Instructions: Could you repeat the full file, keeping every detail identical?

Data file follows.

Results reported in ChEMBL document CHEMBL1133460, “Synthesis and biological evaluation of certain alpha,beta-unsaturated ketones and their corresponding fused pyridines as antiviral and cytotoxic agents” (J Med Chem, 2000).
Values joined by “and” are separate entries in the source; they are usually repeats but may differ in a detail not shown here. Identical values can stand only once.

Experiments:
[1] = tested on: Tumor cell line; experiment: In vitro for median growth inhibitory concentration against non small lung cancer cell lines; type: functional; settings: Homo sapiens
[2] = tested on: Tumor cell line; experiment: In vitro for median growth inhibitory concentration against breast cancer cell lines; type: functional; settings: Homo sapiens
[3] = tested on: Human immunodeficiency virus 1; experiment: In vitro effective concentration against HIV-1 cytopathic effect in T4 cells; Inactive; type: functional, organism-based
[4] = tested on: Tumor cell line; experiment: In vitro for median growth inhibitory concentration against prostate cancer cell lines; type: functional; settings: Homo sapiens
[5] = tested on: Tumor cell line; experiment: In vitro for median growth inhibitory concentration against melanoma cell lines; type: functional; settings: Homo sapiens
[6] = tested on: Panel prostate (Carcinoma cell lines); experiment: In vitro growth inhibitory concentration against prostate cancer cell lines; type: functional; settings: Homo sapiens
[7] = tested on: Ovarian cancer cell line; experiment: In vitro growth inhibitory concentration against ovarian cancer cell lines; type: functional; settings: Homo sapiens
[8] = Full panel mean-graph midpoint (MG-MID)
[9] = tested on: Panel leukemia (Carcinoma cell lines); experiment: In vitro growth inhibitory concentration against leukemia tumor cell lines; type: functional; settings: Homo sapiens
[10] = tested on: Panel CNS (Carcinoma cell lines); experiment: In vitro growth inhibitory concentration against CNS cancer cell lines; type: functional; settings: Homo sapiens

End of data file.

Results reported in ChEMBL document CHEMBL1133460, “Synthesis and biological evaluation of certain alpha,beta-unsaturated ketones and their corresponding fused pyridines as antiviral and cytotoxic agents” (J Med Chem, 2000).
Values joined by “and” are separate entries in the source; they are usually repeats but may differ in a detail not shown here. Identical values can stand only once.

Experiments:
[1] = tested on: Tumor cell line; experiment: In vitro for median growth inhibitory concentration against non small lung cancer cell lines; type: functional; settings: Homo sapiens
[2] = tested on: Tumor cell line; experiment: In vitro for median growth inhibitory concentration against breast cancer cell lines; type: functional; settings: Homo sapiens
[3] = tested on: Human immunodeficiency virus 1; experiment: In vitro effective concentration against HIV-1 cytopathic effect in T4 cells; Inactive; type: functional, organism-based
[4] = tested on: Tumor cell line; experiment: In vitro for median growth inhibitory concentration against prostate cancer cell lines; type: functional; settings: Homo sapiens
[5] = tested on: Tumor cell line; experiment: In vitro for median growth inhibitory concentration against melanoma cell lines; type: functional; settings: Homo sapiens
[6] = tested on: Panel prostate (Carcinoma cell lines); experiment: In vitro growth inhibitory concentration against prostate cancer cell lines; type: functional; settings: Homo sapiens
[7] = tested on: Ovarian cancer cell line; experiment: In vitro growth inhibitory concentration against ovarian cancer cell lines; type: functional; settings: Homo sapiens
[8] = Full panel mean-graph midpoint (MG-MID)
[9] = tested on: Panel leukemia (Carcinoma cell lines); experiment: In vitro growth inhibitory concentration against leukemia tumor cell lines; type: functional; settings: Homo sapiens
[10] = tested on: Panel CNS (Carcinoma cell lines); experiment: In vitro growth inhibitory concentration against CNS cancer cell lines; type: functional; settings: Homo sapiens